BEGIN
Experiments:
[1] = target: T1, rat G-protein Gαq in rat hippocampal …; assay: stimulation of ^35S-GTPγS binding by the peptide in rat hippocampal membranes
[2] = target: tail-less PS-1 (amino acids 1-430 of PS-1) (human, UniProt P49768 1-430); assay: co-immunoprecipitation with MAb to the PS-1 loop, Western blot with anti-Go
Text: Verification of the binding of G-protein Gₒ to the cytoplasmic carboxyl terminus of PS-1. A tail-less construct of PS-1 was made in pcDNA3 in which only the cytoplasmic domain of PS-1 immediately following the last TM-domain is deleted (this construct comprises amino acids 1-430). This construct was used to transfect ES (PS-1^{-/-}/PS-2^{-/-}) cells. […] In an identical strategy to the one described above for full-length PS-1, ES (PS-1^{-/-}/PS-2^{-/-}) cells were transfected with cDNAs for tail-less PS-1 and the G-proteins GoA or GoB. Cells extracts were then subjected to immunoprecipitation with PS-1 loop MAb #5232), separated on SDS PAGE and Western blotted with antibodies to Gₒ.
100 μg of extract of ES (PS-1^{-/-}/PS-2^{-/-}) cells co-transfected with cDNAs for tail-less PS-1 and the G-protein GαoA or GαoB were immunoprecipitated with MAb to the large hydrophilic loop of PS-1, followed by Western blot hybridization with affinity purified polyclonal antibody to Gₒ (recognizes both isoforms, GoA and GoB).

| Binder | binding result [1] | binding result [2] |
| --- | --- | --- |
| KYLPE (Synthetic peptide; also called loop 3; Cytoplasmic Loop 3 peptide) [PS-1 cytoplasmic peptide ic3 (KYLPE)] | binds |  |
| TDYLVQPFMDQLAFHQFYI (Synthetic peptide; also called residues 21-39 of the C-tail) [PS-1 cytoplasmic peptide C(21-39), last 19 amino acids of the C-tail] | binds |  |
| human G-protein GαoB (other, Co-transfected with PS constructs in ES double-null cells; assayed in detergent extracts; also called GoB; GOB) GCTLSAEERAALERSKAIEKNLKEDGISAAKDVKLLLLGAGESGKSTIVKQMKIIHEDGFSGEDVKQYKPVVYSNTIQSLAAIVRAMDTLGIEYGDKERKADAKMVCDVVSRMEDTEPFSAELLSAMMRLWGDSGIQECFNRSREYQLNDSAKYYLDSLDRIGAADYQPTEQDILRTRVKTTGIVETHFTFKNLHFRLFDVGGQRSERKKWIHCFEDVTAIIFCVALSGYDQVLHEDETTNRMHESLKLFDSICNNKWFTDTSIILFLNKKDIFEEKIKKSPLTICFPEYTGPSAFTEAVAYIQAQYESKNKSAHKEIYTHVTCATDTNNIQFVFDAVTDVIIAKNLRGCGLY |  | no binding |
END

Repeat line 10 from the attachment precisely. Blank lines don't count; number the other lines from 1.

| human G-protein GαoB (other, Co-transfected with PS constructs in ES double-null cells; assayed in detergent extracts; also called GoB; GOB) GCTLSAEERAALERSKAIEKNLKEDGISAAKDVKLLLLGAGESGKSTIVKQMKIIHEDGFSGEDVKQYKPVVYSNTIQSLAAIVRAMDTLGIEYGDKERKADAKMVCDVVSRMEDTEPFSAELLSAMMRLWGDSGIQECFNRSREYQLNDSAKYYLDSLDRIGAADYQPTEQDILRTRVKTTGIVETHFTFKNLHFRLFDVGGQRSERKKWIHCFEDVTAIIFCVALSGYDQVLHEDETTNRMHESLKLFDSICNNKWFTDTSIILFLNKKDIFEEKIKKSPLTICFPEYTGPSAFTEAVAYIQAQYESKNKSAHKEIYTHVTCATDTNNIQFVFDAVTDVIIAKNLRGCGLY |  | no binding |